Fire Resistance

Top fire-rated assembly questions and answers

Nov 16, 2022

Learn which modifications are allowed for fire-rated assemblies

Every architect has been there: Stuck in a vortex of second-guessing when it comes to a particular UL fire-rated wall, ceiling or floor assembly. With so many variables in play, selecting the best fire-rated assemblies can be one of the toughest challenges in designing a building.

Need a second set of eyes? Want to bounce questions off someone? National Gypsum’s 1-800-NATIONAL® Construction Services team is here to help you through any situation. In this article, learn about the testing standard for fire-rated assemblies, modifications permitted to those assemblies and the most common questions about fire-rated assemblies.

What happens during the ASTM E119 Standard Test Methods for Fire Tests of Building Construction and Materials?

ASTM E119 test methods “evaluate the duration for which types of building elements contain a fire, retain their structural integrity, or exhibit both properties during a predetermined furnace test exposure,” as stated in the ASTM International test method description.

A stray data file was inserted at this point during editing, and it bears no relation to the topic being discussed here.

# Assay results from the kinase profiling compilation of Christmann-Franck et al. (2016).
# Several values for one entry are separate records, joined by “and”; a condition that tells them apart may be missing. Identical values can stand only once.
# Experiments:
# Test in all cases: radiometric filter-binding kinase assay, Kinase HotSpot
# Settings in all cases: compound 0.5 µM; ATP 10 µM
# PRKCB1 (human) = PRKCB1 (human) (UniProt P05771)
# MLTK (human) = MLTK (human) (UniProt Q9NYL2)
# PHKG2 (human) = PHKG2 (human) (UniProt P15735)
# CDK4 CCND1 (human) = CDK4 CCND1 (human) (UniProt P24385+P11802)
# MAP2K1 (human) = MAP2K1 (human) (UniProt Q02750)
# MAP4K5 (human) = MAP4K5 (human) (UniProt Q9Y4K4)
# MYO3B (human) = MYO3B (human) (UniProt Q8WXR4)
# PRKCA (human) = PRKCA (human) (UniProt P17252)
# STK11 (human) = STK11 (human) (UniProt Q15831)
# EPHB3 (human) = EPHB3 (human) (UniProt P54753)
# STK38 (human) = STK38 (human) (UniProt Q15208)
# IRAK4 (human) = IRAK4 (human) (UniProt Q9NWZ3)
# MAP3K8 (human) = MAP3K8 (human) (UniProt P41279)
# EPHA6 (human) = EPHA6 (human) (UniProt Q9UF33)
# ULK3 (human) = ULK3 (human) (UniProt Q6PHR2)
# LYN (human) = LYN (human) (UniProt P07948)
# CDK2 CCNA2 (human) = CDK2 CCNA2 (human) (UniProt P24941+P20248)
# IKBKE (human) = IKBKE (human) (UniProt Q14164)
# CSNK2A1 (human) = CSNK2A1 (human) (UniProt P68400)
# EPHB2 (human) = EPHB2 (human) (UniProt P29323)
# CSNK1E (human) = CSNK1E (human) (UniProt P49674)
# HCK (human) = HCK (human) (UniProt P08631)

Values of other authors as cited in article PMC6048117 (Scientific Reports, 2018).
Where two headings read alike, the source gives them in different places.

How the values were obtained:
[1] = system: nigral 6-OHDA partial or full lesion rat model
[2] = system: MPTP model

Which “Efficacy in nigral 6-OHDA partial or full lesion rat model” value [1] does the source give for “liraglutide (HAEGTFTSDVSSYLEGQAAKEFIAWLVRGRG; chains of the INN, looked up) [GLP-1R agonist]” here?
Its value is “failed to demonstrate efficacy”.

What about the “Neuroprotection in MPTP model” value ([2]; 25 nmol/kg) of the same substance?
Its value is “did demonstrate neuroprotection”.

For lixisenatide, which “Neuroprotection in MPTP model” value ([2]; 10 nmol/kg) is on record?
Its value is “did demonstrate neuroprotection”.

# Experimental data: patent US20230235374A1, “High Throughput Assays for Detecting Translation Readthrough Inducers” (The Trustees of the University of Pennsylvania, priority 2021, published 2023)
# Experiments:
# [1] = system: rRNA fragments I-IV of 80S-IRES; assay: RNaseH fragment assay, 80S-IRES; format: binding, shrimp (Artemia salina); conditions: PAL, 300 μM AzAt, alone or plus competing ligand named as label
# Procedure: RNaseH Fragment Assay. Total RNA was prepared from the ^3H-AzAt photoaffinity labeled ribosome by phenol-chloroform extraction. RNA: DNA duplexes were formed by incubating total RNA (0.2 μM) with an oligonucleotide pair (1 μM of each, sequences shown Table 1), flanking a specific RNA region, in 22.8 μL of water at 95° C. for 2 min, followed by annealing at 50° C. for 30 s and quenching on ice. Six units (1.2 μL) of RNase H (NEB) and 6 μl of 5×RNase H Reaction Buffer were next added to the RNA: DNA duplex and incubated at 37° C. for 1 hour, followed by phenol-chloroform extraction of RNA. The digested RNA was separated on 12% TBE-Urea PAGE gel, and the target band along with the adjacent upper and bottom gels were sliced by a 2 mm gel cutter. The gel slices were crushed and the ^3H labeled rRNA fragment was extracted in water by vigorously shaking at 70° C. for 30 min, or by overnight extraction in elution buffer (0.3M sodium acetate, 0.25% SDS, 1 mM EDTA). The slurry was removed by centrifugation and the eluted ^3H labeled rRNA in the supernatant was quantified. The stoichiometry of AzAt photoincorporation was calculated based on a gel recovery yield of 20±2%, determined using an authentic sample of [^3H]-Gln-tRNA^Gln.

The test, which pertains to the total assembly, is used to evaluate 10′-by-10′ partitions and 14′-by-18′ floor- and roof-ceiling assemblies, columns and beams. The drywall is finished to Level 2 in the Gypsum Association’s GA-214 Levels of Finish for Gypsum Panel Products with joint compound and tape in the joints and all fastener heads covered with one layer of joint compound.

These are the steps that take place during the ASTM E119 test:

Hose stream test
  • Preparation: Thermocouples are strategically placed on the assembly to measure the temperature of the gypsum board to see if it’s burning through the core. A thin wire along the top measures deflection if the loading is applied to the assembly.